The student news site of Owatonna High School.


The student news site of Owatonna High School.


The student news site of Owatonna High School.



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Aza Lewis is a junior at Owatonna High School this year. This is her first year as a Magnet Staff. Lewis is involved in DECA, and Big Brothers Big Sisters. Lewis also spends much of her time dancing competitively...

Ruby Garza is a senior at Owatonna High School and this is her third year on the Magnet staff. The reason Garza decided to continue being in Magnet was because she has enjoyed her experience in the class...

Andres Contreras is a senior at OHS this year. This is his second year in Magnet, this year he will take the role of editor and writer. Contreras is involved in Younglife and Wyldlife outside of school....

Societies current view of Thanksgiving and the history behind it

Designed by Norah Sletten
Thanksgiving holds tragic memories for the Native American population.

This year, Thanksgiving is on Thursday, Nov. 23. Every year, families across the nation celebrate this holiday with exuberant feasts and some high-tension football games. And some families know that the conversations around the dinner table can get controversial, putting a strain on family relations. 

While many families across the nation partake in celebrating Thanksgiving the question arises, how many families know the true history behind Thanksgiving? Today, Thanksgiving is a widely commercialized holiday. Depicted to be a celebration of family, thankfulness and delicious, comfort food, 79% of Americans agree that Thanksgiving is the superior holiday. The November holiday is also seen as an opportunity for businesses to rake in large amounts of money, with events like the Macy’s Thanksgiving Day Parade, Black Friday and Cyber Monday being aimed at the serial consumers of America, looking to make a profit off of them and their holiday spirit. 

The holiday is also widely celebrated in schools, especially elementary schools. A traditional celebration taught in elementary school includes students making hand turkeys and watching A Charlie Brown Thanksgiving while snacking on the untraditional feast that is had in the movie. Students are taught to rejoice in the peacefulness of the holiday, as they are used to seeing a friendly depiction of pilgrims and Native Americans coming together for a festive meal. 

Many OHS students have a fond memory of this classroom celebration. Senior Ava Kleeberger said, “I always looked forward to every Thanksgiving celebration we did when I was younger. When you’re in kindergarten, they don’t teach you about what actually happened.”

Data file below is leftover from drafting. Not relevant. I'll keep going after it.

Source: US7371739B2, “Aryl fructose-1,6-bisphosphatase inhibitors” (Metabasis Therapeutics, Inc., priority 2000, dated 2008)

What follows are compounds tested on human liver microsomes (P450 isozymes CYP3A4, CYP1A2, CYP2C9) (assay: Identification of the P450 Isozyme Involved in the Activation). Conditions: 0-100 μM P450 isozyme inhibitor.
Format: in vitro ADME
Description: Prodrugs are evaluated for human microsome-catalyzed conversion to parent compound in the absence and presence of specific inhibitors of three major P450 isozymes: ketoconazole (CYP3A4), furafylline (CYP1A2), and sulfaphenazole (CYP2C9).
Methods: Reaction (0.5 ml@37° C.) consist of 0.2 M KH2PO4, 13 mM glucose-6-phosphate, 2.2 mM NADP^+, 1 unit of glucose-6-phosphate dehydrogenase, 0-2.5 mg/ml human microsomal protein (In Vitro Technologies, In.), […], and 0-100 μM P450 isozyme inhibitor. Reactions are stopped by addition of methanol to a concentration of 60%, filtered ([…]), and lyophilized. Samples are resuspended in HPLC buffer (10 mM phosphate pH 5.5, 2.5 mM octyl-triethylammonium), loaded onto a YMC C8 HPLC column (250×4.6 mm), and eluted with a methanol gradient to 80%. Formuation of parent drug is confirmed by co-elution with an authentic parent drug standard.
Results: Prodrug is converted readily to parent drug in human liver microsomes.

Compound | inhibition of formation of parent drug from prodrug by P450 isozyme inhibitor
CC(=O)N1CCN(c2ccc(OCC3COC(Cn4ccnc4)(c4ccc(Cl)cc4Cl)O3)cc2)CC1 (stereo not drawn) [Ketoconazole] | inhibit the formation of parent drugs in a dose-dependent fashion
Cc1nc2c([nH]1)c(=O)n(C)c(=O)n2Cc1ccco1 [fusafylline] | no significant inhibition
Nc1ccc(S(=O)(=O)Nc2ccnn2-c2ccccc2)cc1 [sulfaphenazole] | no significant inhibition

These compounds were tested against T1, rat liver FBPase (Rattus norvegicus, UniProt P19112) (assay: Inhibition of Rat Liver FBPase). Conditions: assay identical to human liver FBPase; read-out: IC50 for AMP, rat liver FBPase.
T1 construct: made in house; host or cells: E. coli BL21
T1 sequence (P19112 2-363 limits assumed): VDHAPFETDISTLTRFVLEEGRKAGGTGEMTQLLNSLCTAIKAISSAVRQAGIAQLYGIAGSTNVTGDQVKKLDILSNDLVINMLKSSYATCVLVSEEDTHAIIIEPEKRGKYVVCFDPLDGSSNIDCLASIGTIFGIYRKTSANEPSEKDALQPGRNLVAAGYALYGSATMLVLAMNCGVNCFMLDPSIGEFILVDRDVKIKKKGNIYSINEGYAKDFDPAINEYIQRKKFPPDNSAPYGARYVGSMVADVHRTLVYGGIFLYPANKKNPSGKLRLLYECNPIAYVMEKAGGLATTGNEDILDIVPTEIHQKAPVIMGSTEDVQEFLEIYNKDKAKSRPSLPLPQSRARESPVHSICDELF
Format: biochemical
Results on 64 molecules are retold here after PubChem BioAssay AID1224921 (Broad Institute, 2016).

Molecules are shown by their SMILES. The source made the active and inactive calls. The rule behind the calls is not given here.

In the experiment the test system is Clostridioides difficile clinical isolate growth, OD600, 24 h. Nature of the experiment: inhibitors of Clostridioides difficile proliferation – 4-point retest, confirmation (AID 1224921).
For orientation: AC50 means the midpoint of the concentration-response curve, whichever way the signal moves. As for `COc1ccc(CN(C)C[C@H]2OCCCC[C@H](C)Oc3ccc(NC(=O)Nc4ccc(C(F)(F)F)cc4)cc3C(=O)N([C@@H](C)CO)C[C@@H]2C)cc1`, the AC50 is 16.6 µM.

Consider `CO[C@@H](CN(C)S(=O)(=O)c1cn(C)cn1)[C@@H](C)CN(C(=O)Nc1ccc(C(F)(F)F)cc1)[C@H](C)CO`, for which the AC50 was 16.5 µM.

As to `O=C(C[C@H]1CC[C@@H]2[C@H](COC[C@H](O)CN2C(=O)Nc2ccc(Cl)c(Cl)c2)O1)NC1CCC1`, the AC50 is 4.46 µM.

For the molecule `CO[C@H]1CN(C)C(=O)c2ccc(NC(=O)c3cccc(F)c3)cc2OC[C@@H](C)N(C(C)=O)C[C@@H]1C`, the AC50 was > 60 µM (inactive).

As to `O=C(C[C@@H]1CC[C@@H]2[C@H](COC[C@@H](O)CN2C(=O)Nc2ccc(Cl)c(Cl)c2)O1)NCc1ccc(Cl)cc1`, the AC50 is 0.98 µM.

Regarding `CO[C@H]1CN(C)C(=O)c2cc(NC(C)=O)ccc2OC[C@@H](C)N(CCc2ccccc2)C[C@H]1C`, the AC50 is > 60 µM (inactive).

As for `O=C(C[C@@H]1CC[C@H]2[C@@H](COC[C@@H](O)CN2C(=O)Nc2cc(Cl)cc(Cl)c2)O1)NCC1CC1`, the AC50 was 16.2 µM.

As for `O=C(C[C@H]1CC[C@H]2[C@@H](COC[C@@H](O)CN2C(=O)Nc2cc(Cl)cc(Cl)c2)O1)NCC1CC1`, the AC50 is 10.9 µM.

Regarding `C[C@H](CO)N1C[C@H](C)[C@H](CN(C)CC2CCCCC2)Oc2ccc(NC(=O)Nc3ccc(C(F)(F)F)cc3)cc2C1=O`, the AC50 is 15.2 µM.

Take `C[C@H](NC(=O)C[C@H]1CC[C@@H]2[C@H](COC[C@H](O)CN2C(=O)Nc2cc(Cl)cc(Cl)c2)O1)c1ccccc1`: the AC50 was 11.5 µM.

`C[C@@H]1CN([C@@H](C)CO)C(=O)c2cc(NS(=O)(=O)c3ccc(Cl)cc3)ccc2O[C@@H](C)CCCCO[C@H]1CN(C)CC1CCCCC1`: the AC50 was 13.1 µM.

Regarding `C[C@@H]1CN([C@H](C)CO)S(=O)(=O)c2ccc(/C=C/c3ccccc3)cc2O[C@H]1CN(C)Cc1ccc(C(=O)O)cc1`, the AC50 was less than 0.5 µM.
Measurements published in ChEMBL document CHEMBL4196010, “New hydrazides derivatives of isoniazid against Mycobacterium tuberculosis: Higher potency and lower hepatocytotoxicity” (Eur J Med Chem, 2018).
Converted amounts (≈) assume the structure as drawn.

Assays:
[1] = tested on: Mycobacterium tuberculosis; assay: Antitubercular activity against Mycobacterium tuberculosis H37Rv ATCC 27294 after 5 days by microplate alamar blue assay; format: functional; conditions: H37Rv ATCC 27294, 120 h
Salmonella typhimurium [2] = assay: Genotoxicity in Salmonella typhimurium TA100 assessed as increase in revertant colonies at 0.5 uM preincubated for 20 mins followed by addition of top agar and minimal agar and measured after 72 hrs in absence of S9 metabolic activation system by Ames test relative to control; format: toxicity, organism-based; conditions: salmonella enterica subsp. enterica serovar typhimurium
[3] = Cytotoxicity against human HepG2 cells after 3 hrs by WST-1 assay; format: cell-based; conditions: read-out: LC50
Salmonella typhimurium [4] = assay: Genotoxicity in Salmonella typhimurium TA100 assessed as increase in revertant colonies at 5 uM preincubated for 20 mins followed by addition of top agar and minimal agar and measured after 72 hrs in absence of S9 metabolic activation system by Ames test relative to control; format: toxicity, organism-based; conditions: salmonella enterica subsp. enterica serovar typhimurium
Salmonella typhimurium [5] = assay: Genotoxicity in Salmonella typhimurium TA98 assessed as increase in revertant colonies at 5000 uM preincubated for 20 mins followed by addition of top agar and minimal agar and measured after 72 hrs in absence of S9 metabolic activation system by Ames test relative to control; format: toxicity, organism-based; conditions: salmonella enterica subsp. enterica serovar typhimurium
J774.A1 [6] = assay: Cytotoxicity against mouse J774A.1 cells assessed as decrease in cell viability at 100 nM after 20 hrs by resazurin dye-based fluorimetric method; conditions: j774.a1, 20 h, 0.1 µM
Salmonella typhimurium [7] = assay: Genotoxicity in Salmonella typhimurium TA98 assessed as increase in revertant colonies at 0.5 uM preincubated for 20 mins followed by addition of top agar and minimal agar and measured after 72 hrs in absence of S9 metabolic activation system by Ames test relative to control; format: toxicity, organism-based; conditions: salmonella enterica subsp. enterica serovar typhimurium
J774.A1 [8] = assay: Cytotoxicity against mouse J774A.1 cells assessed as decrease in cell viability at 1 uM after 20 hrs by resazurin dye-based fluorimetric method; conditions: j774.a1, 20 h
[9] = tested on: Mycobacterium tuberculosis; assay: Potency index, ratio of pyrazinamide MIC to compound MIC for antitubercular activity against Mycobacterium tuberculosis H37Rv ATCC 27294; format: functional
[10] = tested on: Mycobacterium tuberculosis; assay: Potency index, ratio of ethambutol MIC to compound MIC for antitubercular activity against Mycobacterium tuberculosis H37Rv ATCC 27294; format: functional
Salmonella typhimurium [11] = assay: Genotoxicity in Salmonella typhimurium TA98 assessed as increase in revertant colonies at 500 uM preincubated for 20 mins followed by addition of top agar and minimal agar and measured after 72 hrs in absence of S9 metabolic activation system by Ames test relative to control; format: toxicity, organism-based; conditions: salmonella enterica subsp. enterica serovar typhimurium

Due to the abundance of positive associations American culture has with Thanksgiving, leaving the historically accurate version of the holiday to be lost. The positive connotations people have with Thanksgiving perpetuate colonialism and bury the atrocities committed against Native Americans deep beneath American soil. 


Thanksgiving has been celebrated for close to four centuries, the first celebration being in 1621. The traditional story that is commonly told across America goes like this: the pilgrims living in Plymouth gave thanks to God for their survival and the Native Americans living nearby joined the celebration. The two groups joined together for a feast, and soon after the American colonies expanded, becoming the United States. 

Unfortunately, the original story is much more brutal and traumatic for the Native American population and culture. The Plymouth Plantation was established on a former Wampanoag village. A large majority of the tribe was wiped out due to diseases that were brought over by the Europeans.  Cape Cod Times covered the story of the relationship between the tribe and the Plymouth colony.  Paraphrased from the articles, the bones of tribe members were discovered in 1619, by Tisquantum – a member of the Wampanoag village. Tisquantum had been captured by a slave-trader, and had just made his way back to North America when he discovered the remains of his village that had been severely plagued by disease. 

Historians have said that the idea that the Natives were invited by the pilgrims to join the celebration, is a common misconception. Paraphrased from This Land Is Their Land: The Wampanoag Indians, Plymouth Colony, and the Troubled History of Thanksgiving, by David Silverman, Thanksgiving was more of a rejoicing for the pilgrims and less of a giving of thanks. This rejoicing was accompanied by feasting, target practice and competitive games.